I realize you are no longer living, but that’s no reason for me to rudely withhold a fan letter. I’ve just finished the first volume of your collected novels, and I’m floored.
You kept me entertained for hours with your peculiar characters and the gossipy way you bring the reader into their tangle of intertwined lives. Not since discovering Alice Munro’s short stories have I been so utterly convinced of an author’s mastery of her genre.
You win. You really nailed the whole novel-writing thing.
My admiration had its unremarkable beginnings with The Prime of Miss Jean Brodie. I was skeptical at first– just another mild-mannered coming-of-age novel?– but everyone was talking about Martin Stannard’s biography, and I figured I might as well catch up by starting with your best-known work.
Here was a little book following the education of some six Scottish students at the Marcia Blaine School for Girls in the 1930s, under the tutelage of eccentric unmarried teacher Miss Brodie. You really fooled me with that unambitious-sounding plot. Little by little, without my noticing, you rounded out your characters’ identifying traits and quirks, unraveled their flaws, and scooted everyone a little closer together, until the Brodie set had taken center stage to claw their way through essential human dramas: betrayal, regret, unrequited love.
I rented the 1969 film version, the title role for which Dame Maggie Smith (Harry Potter, Sister Act) won an Academy Award, achieving that rarity in a novel-based film of character illumination and adding to the understanding of the novel itself.
Anyway, we were talking about you. I think I was already hooked on your writing when I started reading The Comforters, next up in the volume and possibly my current favorite novel. With Laurence Manders, heir to Manders’ Figs in Syrup, suspecting his sharp-minded, gentle Irish grandmother of smuggling diamonds, and that horrible nun Mrs. Hogg of being a witch, there’s plenty of intrigue to chase around. Then there’s his girlfriend Caroline, haunted by the disembodied sounds of a typewriter and narrating voice, and convinced that she’s just a character in a book. According to some, the germ of it grew out of your own nervous breakdown in the 1950s, but to me it reads more deliberately, working seamlessly in the novel as a brilliant device for talking about fiction, akin to Calvino’s If On A Winter’s Night A Traveler…
The Only Problem is also great: romantic triangles, a beautiful blond terrorist named Effie, a baby, and a rich, reclusive writer obsessed with the book of Job. But the only problem with Volume 1 comes next, with The Driver’s Seat, which really disturbed and upset me. What is it we’re supposed to learn from this psychotic young woman intent on ending her own life by getting a convicted killer to murder her? Seriously, Muriel, this one’s a little sick.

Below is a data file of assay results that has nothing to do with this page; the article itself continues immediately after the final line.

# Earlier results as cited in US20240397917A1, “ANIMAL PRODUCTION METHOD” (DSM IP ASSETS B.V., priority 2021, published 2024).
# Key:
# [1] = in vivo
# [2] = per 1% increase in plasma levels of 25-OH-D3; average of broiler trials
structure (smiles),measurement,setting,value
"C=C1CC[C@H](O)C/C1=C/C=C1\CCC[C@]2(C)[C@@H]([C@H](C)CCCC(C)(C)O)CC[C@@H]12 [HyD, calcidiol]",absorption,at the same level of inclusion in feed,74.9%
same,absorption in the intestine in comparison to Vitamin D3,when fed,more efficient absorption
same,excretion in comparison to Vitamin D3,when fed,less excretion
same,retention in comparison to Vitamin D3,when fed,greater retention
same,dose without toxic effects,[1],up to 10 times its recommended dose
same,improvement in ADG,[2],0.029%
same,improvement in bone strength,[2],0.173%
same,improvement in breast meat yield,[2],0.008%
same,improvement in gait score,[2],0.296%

That brings us to Memento Mori, which could be my second favorite novel of all time, but that doesn’t look so good, now does it? I’m an equal opportunity librarian, after all, and I like a good Steinbeck novel or something by Marilynne Robinson just as much as the next bookworm. And what would Jane Austen say if she knew she’d been displaced? Would you mind asking her next time you two have a chat over tea?
Speaking of ghosts, Memento Mori is a powerful meditation on death. I already miss the characters, a tightly knit group of elderly writers, aristocrats, servants, and their relatives. I don’t think I’ve ever read a novel whose protagonists were all well over 70, nor one in which mortality is handled with a balanced blend of humor and humility. I was fascinated by the different way each character heard and interpreted the mysterious telephone calls cautioning them to “remember you must die.” I felt as if I had received the phone call, too, and found myself relaxing my grip a little on the petty things it’s so easy to get hung up on.
Reading your work has felt deeply instructive, but not because I diagrammed the narrative arc. I don’t think the magic of your writing can actually be distilled into a formula, as Michiko Kakutani writes in the Times. Still, it makes a good script for one of those blockbuster plot workshops:
“Here is the recipe for a typical Muriel Spark novel: take a self-enclosed community (of writers, schoolgirls, nuns, rich people, etc.) that is full of incestuous liaisons and fraternal intrigue; toss in a bombshell (like murder, suicide or betrayal) that will ricochet dangerously around this little world, and add some allusions to the supernatural to ground these melodramatics in an old-fashioned context of good and evil. Serve up with crisp, authoritative prose and present with ‘a light and heartless hand’.”
Thank you, sounds delicious, but I’ve just eaten.
In closing, Ms. Spark, all that remains is to express my gratitude for the many novels you left us when you died, and for waiting until the ripe age of 39 to launch your writing career. In a youth-obsessed literary culture, that must have taken courage, and it’s certainly heartening for slow-goers like me.
Cheers, Muriel, and see you in Volume 2.